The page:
Chris Brookmyre – Black Widow
- David Pollock
- 28 January 2016
Jack Parlabane returns in a solid, briskly paced thriller with a sense of confident contemporary relevance
There’s a certain sense about Scottish thriller writer Chris Brookmyre’s new book that weighty ‘Issues with a capital I’ are being explored, so heavily does it resonate with subject matter of its time.
His thematic threads are nicely tied together, and all more than worthy of exploring; briefly, the book follows the court case of Diana Jager, either a strong and confidently successful female surgeon or a scheming and possibly psychotic manipulator, who is accused of the murder of her husband. Jager has suffered too, though, at the keyboards of those who attacked her with misogynist abuse and threats following the hacking and outing of her blog about sexism in the medical world.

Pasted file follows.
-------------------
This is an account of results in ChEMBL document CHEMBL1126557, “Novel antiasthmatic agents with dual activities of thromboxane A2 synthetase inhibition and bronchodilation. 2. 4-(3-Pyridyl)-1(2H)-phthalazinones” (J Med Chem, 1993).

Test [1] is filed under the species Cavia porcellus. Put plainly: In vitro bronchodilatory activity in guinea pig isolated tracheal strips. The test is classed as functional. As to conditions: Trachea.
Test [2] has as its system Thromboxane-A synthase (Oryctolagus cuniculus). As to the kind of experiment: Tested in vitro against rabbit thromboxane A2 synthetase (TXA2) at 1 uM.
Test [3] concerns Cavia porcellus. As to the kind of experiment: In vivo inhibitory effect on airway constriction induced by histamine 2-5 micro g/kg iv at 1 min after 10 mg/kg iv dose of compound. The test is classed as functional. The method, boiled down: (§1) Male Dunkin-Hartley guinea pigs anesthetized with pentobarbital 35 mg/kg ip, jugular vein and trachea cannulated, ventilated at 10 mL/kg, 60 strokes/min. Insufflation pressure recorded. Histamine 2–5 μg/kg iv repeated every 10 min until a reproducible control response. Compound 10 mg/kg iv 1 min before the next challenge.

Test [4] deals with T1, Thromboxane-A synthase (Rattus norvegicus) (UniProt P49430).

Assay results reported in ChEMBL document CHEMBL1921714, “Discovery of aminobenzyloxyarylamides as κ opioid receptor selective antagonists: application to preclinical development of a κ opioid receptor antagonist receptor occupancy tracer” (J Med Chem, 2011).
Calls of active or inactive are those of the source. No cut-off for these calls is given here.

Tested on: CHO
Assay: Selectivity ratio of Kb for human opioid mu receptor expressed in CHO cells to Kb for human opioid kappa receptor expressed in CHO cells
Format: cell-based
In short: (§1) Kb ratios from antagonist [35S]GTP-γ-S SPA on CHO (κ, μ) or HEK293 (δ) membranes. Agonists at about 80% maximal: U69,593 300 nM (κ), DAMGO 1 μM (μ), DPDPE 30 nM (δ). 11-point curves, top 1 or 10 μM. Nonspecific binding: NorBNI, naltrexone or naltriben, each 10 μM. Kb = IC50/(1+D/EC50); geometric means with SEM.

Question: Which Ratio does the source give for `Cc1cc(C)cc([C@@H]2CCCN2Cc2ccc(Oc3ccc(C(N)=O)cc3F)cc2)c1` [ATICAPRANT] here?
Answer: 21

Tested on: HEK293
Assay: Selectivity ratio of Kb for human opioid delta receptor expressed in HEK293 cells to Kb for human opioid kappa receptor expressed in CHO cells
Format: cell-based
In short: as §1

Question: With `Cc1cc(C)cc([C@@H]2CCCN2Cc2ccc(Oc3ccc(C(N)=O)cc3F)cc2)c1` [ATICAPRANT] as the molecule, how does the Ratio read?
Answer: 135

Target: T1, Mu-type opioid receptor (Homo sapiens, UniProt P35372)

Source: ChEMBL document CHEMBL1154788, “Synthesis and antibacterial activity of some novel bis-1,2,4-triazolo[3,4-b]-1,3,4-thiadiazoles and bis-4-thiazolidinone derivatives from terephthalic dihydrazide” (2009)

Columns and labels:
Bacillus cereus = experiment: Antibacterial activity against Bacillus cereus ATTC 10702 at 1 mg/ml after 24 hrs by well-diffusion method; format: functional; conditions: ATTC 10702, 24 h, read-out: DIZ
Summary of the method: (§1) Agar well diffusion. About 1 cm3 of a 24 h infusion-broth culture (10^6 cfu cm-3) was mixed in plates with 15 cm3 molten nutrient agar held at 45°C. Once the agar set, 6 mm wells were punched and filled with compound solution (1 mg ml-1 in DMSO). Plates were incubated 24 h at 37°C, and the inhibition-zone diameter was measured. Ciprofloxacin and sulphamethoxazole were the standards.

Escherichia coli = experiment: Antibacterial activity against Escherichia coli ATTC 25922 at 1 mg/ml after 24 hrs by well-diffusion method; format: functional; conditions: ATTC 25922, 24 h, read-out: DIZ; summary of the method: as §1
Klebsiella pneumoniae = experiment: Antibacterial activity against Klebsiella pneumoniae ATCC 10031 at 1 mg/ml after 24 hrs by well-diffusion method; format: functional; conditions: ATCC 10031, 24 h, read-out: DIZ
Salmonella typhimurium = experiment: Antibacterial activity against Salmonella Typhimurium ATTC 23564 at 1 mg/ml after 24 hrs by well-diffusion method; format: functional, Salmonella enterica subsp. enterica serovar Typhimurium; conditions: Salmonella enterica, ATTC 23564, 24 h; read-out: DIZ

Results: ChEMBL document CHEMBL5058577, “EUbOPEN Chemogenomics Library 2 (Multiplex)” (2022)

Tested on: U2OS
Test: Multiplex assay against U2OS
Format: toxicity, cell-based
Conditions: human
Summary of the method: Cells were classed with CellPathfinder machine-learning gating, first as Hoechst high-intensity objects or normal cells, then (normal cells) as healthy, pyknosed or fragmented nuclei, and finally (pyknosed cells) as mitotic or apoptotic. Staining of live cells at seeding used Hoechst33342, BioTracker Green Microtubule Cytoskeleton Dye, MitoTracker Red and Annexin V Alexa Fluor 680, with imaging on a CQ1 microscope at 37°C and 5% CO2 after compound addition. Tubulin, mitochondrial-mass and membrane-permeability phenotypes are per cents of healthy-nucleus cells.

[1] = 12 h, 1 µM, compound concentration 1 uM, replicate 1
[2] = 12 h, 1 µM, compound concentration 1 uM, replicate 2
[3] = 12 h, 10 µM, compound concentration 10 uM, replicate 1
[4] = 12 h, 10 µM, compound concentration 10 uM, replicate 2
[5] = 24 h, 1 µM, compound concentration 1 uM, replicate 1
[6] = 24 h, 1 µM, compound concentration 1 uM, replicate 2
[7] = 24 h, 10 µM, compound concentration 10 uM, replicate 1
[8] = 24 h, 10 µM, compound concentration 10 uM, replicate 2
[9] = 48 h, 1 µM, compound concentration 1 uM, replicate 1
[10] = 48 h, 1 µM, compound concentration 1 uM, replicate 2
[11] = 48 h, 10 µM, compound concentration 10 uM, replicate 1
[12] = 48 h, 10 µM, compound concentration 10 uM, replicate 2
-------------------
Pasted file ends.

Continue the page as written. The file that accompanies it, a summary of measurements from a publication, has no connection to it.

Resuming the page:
Into the story steps Brookmyre’s most-used lead character, rumpled investigative reporter Jack Parlabane, and much of the book switches between his perspective and Jager’s. This latter point of view is crucial; as much as Brookmyre is dealing with subjects that deserve to be pinned down by storytellers, male or female, the danger of mansplaining as a male writer is surely strong. Yet he has an ex-journalist’s facility for picking away at the heart of a story and focusing on seemingly disparate clues and character traits which compellingly create a bigger picture, and his treatment of Jager doesn’t feel forced. As ever, he’s created a solid, briskly paced thriller with a sense of confident contemporary relevance.
Out now, published by Little, Brown.